Position Among The Stars
- Posted: 10th Feb 2012
- Category: Reviews
- Tags: laura thornley,  review,  leonard retel helmich,  idfa,
by Laura Thornley
Position Among the Stars is the third and final instalment to Leonard Retel Helmich’s Indonesian trilogy: an intimate portrait of three generations of the Sjamsuddin family. The previous documentaries in the series, Shape of the Moon and Eye of the Day, have all gained critical acclaim in the shape of numerous International awards – and Position Among the Stars is no different.
Helmich has spent 12 years following the Sjamsuddin to portray the trappings of modern life in Indonesia as tradition and progress clash within one small family unit. Incorporating the view points of three generations, the matriarch and grandmother Rumidjah, a devout Christian, watches over the family, prays for them and encourages her granddaughter to pursue her education and get a career – for one of them must be a winner, the rest have all lost, she laments. Her granddaughter Tari is distracted by scooters, boys and hanging out with her friends, and has no interest in following Islam (which she needs to get funding for college) or focusing on her studies. Tari is orphaned and under the care of her uncle Bakti, who has converted to Islam. The family is split by religion and tradition, modernisation and finance; we are constantly made aware of just how poor this family are when their discussions about money and prices are converted to dollars for the viewer. Education is beyond their meagre purse and the only solution is for Rumidjah to pawn her house to pay for Tari.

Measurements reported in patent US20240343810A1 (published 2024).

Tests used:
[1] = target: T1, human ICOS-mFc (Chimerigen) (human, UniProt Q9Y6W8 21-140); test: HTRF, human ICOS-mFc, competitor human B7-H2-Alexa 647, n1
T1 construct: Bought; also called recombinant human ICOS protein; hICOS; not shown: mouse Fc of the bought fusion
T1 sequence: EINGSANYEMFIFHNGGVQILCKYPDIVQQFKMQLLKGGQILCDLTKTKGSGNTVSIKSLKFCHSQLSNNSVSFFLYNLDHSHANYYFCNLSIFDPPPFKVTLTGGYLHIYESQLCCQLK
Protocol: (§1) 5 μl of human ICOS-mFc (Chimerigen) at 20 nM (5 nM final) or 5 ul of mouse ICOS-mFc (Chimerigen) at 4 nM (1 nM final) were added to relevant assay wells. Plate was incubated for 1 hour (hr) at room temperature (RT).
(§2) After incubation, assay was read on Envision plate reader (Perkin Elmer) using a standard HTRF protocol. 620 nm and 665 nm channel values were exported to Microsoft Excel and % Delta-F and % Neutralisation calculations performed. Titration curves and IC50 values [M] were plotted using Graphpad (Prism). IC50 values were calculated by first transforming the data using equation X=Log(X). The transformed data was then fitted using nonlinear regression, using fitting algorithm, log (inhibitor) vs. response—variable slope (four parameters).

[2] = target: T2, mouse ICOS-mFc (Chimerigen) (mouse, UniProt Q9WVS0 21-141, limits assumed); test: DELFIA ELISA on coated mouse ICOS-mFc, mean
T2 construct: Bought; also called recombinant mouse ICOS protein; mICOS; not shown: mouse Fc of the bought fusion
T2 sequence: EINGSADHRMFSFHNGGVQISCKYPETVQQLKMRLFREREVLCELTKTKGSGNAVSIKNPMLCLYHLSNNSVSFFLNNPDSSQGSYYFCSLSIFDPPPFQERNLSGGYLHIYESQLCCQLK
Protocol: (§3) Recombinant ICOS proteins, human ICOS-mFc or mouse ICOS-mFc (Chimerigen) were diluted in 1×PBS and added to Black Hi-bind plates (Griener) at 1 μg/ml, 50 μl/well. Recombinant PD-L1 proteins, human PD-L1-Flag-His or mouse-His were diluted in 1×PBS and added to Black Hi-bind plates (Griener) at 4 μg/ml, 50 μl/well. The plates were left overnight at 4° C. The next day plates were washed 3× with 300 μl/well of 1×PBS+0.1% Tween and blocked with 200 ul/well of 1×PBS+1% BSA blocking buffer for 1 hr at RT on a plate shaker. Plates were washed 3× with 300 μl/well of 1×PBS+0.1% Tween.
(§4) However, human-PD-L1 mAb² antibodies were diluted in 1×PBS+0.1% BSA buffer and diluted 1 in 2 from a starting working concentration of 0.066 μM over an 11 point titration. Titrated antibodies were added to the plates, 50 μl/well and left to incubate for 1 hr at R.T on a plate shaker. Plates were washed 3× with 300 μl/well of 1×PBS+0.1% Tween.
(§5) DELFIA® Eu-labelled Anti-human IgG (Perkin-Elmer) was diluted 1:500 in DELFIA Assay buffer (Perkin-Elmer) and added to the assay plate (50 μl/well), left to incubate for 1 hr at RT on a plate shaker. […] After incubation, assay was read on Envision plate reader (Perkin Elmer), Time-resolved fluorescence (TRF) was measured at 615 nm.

The film manages to incorporate economics, religion and globalisation but, importantly, allows these world issues to resonate at a domestic level within the family. We are given access to some very private moments: when Bakti and his wife argue – she has fried his prize fighting fish because of his careless attitude towards her – in revenge he smashes her cooking equipment, the tools she needs to make a living. The acts are petty but deeply destructive and serve to illuminate the intense pressures from living hand to mouth as Bakti’s wife weeps violently in the aftermath.
What is so astounding about the doc is the unobtrusiveness of the filmmaker – somehow we are privy to the most personal and intimate moments – but the family never once twitches or shies from the camera: this is a perfect example of cinema verité and yes, what sets the filmmaker apart from his peers. Helmich has used this technique - ‘single shot camera’ as he defines it - in the rest of the trilogy to equally great effect. There are some quite breathtaking scenes, in particular when the streets are fumigated to eradicate the cockroach infestation. The camera work takes on a dreamlike quality, getting up close and personal with the fleeing insects. Elsewhere Helmich employs a similar technique as he follows the rats and cats around the Jakarta slums which gives an almost Lynchian feel – drawing us into the details and suggesting the simmering tensions of what lies beneath. The hand held camera and specially employed shooting techniques all keep feelings and closeness at the forefront of the doc. This is as intense and personal as it gets – a real master at work.
Dir. Leonard Retel Helmich. 109 mins. Indonesian (subtitled)
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